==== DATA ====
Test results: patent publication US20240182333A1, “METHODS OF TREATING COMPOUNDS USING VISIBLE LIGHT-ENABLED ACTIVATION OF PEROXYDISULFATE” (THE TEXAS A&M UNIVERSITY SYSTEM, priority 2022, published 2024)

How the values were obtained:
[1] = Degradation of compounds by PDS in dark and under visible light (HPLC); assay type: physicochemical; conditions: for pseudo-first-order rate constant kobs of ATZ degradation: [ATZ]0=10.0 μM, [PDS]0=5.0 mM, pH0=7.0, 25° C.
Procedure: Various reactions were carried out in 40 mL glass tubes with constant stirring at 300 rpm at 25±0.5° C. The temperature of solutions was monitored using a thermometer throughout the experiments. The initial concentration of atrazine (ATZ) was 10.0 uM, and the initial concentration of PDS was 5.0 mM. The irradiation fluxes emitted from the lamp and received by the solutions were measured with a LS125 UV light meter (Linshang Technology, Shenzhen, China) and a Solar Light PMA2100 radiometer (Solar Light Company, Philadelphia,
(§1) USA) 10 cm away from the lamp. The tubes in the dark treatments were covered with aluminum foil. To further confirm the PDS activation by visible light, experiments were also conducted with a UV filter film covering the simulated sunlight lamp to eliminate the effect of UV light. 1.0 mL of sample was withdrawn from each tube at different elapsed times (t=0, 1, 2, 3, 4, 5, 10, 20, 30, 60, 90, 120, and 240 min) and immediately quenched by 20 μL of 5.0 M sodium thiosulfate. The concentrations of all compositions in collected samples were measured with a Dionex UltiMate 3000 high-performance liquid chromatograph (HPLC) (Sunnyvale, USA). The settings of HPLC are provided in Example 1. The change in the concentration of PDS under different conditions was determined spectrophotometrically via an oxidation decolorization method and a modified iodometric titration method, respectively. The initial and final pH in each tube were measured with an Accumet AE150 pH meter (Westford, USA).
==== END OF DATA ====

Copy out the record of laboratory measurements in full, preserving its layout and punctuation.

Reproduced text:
Test results: patent publication US20240182333A1, “METHODS OF TREATING COMPOUNDS USING VISIBLE LIGHT-ENABLED ACTIVATION OF PEROXYDISULFATE” (THE TEXAS A&M UNIVERSITY SYSTEM, priority 2022, published 2024)

How the values were obtained:
[1] = Degradation of compounds by PDS in dark and under visible light (HPLC); assay type: physicochemical; conditions: for pseudo-first-order rate constant kobs of ATZ degradation: [ATZ]0=10.0 μM, [PDS]0=5.0 mM, pH0=7.0, 25° C.
Procedure: Various reactions were carried out in 40 mL glass tubes with constant stirring at 300 rpm at 25±0.5° C. The temperature of solutions was monitored using a thermometer throughout the experiments. The initial concentration of atrazine (ATZ) was 10.0 uM, and the initial concentration of PDS was 5.0 mM. The irradiation fluxes emitted from the lamp and received by the solutions were measured with a LS125 UV light meter (Linshang Technology, Shenzhen, China) and a Solar Light PMA2100 radiometer (Solar Light Company, Philadelphia,
(§1) USA) 10 cm away from the lamp. The tubes in the dark treatments were covered with aluminum foil. To further confirm the PDS activation by visible light, experiments were also conducted with a UV filter film covering the simulated sunlight lamp to eliminate the effect of UV light. 1.0 mL of sample was withdrawn from each tube at different elapsed times (t=0, 1, 2, 3, 4, 5, 10, 20, 30, 60, 90, 120, and 240 min) and immediately quenched by 20 μL of 5.0 M sodium thiosulfate. The concentrations of all compositions in collected samples were measured with a Dionex UltiMate 3000 high-performance liquid chromatograph (HPLC) (Sunnyvale, USA). The settings of HPLC are provided in Example 1. The change in the concentration of PDS under different conditions was determined spectrophotometrically via an oxidation decolorization method and a modified iodometric titration method, respectively. The initial and final pH in each tube were measured with an Accumet AE150 pH meter (Westford, USA).